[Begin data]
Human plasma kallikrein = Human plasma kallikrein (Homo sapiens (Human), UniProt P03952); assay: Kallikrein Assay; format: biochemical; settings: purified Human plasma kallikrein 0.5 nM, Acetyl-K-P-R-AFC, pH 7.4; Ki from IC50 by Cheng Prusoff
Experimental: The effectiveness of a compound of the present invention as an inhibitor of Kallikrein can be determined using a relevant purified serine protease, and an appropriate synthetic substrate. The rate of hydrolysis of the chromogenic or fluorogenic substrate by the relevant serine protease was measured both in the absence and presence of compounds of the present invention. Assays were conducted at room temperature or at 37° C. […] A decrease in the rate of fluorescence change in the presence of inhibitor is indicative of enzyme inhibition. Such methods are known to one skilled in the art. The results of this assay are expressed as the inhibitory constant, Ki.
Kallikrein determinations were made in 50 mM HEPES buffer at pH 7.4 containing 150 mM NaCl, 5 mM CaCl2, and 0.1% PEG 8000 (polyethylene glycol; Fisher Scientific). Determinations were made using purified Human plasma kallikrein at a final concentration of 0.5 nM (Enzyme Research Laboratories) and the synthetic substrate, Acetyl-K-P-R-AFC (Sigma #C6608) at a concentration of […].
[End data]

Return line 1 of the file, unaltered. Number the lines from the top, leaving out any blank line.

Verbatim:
Human plasma kallikrein = Human plasma kallikrein (Homo sapiens (Human), UniProt P03952); assay: Kallikrein Assay; format: biochemical; settings: purified Human plasma kallikrein 0.5 nM, Acetyl-K-P-R-AFC, pH 7.4; Ki from IC50 by Cheng Prusoff